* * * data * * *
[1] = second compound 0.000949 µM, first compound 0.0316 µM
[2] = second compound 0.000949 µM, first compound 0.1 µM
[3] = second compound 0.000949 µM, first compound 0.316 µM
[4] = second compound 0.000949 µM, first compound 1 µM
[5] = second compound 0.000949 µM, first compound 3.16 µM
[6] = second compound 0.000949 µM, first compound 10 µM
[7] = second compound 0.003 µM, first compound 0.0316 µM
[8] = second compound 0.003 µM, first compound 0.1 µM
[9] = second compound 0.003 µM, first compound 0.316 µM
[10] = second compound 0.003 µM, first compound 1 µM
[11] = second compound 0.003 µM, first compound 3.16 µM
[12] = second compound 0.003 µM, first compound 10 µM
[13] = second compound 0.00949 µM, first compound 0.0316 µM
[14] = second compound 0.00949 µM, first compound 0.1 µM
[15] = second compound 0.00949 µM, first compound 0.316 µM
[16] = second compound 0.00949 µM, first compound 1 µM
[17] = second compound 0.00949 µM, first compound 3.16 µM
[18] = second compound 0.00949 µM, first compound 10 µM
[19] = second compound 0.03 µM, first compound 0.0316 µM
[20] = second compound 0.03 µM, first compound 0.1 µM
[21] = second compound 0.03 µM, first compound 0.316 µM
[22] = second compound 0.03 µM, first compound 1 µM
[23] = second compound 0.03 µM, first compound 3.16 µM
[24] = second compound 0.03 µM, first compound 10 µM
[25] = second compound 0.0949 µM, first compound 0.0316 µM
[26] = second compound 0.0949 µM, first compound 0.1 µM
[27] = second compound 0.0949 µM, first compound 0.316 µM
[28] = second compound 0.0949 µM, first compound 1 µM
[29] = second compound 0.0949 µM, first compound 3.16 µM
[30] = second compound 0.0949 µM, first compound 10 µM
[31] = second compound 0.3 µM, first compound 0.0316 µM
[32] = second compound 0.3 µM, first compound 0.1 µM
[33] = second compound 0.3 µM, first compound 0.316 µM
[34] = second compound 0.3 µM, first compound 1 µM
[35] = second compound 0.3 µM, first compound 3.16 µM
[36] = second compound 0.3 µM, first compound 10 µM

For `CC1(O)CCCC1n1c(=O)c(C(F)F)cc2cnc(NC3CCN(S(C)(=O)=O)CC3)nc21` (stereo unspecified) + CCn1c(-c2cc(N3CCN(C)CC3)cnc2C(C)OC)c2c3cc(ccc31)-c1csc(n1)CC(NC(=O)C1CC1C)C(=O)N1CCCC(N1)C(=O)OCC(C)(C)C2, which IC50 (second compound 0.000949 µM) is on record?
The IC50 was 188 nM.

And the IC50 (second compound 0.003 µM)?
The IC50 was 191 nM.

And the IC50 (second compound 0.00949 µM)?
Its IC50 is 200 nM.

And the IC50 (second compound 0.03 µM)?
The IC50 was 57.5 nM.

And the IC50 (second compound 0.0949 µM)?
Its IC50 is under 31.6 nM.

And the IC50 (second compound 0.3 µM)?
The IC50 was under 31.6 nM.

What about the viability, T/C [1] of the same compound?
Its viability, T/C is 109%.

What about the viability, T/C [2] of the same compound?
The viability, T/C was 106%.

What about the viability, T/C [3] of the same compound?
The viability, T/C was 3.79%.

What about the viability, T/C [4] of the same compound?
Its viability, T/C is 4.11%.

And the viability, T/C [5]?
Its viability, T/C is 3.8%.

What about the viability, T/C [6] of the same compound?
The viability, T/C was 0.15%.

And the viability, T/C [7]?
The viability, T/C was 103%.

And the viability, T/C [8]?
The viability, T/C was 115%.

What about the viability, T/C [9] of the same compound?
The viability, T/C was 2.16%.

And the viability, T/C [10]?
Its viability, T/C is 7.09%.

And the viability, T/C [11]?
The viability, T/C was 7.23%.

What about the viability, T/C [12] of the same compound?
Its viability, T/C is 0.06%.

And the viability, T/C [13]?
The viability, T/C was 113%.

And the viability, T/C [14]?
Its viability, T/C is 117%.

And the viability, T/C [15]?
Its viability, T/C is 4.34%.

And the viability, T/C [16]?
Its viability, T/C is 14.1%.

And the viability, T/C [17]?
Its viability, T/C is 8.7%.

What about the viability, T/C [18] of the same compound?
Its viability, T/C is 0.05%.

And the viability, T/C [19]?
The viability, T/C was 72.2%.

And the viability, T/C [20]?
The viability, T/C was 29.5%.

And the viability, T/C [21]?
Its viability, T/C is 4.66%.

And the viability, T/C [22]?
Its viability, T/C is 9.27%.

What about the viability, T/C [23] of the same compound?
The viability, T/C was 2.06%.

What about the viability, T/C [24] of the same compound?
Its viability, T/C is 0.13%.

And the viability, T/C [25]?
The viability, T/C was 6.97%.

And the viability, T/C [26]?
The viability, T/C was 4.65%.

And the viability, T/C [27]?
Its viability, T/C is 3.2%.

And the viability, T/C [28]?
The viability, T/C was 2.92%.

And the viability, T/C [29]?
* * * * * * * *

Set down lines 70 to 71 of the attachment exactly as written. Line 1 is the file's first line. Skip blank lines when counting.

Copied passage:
The viability, T/C was 7.23%.

What about the viability, T/C [12] of the same compound?